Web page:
Review Revue: Unrest - Malcolm X Park

Unrest

Mostly I’m very happy living in Seattle, but every once in a while I wish I were back on the East Coast. For instance, this summer Unrest, one of the many excellent mid-Atlantic-based bands I so adored in the 90s, is playing a series of shows to celebrate the 26th anniversary of their label, Teen Beat. (At one of these shows, July 10th at the Black Cat, they will be performing three different sets with three different lineups of the band, reflecting the diversity - dare I say “variety”? -- of their back catalog.) I really wish I could catch at least one of these shows, but I do love living here in Seattle -- and hate East Coast summers -- so I guess I’ll be all right.

Like many people, 1992′s Perfect Teeth was the Unrest album I listened to above all. It’s got just the right mix of frenetic, super-tight pop sensibilities and droney experimentation. Malcolm X Park, released in 1988, is a very different animal, noisy and spastic and, frankly, somewhat unhinged. I’m sure the DJs at KCMU would never have been shocked that the same band that churned out the disturbing squall of “Lucifer Rising” would later be responsible for the pop gem “The Makeout Club.” It’s hard to tell what they thought of this record, though, as for the most part it seems the commentary here dissolved into some internal political bickering about “Variety” vs. “Rock.”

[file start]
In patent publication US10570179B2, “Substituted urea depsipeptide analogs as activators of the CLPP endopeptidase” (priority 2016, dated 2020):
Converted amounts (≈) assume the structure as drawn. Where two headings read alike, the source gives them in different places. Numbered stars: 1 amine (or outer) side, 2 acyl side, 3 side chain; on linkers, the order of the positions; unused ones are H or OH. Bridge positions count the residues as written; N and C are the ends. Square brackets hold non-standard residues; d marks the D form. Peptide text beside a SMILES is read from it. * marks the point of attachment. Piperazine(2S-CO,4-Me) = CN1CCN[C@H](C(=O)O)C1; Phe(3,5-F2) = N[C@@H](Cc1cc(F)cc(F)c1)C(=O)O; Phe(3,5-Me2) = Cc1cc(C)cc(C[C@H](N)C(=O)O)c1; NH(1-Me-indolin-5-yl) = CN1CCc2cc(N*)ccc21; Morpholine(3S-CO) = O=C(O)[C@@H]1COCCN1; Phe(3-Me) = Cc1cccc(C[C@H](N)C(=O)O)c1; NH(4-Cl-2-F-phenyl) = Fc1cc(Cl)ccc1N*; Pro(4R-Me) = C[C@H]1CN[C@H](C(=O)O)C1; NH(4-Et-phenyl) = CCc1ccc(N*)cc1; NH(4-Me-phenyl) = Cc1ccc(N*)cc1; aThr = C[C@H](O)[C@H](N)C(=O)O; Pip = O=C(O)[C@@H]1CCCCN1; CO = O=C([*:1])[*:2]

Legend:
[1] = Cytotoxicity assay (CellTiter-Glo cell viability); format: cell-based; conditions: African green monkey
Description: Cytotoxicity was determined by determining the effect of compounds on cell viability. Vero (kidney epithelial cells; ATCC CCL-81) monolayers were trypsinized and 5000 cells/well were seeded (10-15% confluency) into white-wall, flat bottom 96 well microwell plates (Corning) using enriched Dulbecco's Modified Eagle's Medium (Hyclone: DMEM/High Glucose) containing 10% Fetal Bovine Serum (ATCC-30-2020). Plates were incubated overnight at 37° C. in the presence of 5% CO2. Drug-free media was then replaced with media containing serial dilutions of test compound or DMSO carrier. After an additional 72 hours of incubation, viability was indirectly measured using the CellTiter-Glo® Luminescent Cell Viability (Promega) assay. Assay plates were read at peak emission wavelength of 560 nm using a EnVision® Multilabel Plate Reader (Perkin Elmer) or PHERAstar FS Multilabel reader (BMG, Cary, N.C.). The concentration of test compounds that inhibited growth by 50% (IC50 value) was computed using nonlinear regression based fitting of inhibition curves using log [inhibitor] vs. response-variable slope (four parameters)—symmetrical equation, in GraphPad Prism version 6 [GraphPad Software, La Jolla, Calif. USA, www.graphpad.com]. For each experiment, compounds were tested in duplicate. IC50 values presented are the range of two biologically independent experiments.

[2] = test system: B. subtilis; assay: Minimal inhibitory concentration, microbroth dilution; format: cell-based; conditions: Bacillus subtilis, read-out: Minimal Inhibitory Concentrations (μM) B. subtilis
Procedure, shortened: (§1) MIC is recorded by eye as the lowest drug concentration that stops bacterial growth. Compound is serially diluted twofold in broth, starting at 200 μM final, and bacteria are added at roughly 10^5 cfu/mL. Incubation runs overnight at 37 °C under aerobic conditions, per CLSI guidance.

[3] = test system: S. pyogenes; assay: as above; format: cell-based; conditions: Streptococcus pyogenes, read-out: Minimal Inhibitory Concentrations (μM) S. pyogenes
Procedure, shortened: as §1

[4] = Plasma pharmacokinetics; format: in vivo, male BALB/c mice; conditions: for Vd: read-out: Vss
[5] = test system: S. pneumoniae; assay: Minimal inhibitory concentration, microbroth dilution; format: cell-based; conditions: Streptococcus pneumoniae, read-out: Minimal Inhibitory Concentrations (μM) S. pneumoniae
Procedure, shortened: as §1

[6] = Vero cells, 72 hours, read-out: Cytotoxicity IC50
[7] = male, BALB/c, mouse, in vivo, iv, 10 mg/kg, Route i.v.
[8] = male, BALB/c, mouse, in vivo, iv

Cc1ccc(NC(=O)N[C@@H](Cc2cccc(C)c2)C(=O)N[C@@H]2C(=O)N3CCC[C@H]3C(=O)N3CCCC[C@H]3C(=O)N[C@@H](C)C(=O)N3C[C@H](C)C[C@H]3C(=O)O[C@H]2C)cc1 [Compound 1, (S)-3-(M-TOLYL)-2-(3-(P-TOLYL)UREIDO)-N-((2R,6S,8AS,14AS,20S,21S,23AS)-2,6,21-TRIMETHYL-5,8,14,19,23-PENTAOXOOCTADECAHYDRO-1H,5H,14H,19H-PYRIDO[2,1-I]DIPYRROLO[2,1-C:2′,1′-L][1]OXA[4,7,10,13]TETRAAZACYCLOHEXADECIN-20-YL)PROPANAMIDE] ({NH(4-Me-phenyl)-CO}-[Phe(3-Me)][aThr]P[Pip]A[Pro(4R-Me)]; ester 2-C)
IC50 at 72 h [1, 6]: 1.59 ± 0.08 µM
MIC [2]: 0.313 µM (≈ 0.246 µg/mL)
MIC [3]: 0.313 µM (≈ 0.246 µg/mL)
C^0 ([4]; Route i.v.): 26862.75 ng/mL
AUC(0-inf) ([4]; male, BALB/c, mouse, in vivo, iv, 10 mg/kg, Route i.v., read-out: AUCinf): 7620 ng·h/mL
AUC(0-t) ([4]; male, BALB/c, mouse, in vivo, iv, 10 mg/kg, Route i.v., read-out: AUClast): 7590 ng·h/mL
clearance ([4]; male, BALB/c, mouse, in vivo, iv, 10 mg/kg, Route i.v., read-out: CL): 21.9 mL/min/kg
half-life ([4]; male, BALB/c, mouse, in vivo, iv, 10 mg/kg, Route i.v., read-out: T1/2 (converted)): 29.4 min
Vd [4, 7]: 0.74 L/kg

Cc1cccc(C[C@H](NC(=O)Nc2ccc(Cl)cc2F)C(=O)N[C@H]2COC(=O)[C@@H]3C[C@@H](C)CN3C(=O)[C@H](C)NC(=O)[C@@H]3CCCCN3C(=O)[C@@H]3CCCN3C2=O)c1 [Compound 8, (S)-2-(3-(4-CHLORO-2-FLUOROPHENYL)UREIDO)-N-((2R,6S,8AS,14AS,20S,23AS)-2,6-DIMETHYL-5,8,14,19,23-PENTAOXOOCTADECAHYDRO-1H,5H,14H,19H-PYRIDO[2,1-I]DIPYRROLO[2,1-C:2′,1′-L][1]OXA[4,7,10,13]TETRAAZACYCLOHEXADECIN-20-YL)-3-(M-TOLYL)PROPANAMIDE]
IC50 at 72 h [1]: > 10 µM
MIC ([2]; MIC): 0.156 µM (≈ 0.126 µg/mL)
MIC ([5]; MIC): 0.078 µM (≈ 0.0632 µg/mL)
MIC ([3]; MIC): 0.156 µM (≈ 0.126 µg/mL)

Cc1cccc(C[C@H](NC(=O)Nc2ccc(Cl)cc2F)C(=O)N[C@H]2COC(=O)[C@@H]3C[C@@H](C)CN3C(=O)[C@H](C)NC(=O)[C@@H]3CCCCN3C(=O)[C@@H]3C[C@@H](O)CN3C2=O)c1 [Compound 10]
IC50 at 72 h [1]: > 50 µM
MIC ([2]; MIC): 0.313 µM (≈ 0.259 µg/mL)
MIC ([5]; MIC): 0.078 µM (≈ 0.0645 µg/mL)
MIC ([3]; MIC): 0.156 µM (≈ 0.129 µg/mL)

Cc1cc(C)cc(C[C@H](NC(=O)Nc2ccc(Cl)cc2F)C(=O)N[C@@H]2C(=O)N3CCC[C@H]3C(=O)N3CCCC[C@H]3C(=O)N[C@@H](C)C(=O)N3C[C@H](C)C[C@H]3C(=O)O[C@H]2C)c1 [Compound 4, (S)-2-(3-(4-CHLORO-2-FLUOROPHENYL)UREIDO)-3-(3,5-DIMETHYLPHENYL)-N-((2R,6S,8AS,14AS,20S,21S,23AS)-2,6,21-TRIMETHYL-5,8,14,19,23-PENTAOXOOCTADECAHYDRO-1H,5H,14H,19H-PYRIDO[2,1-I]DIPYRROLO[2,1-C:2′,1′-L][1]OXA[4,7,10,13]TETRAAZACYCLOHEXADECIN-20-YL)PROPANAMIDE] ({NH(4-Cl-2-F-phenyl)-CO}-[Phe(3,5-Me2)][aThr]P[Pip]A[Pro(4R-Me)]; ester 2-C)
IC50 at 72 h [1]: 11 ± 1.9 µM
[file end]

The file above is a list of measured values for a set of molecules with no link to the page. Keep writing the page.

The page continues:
“Here’s an album full of variety. For Dave E that means there is a variety of tempos/sounds and musical styles to be found... all on one disc. Cool cover too!”

“The Gas Chair darkish pop. Like the Fall at times. Definitely a variety pick here.”

“‘Strutter’ is a Kiss cover if you care.”

“If this is what the Variety Fascists meant by ‘variety’ we’d be in good shape.”

“If the Rock Fascists like the aforementioned would clean their ears out once in a while & not scoff at variety, we’d be in better. Despite your protests, nobody (repeat: NOBODY) is forcing you to like everything that comes in to this station. Just to play it, & see if you like it. Is that too much to ask?”

“Hey guys & Gal, I love you all, I really do. But knock it off!”

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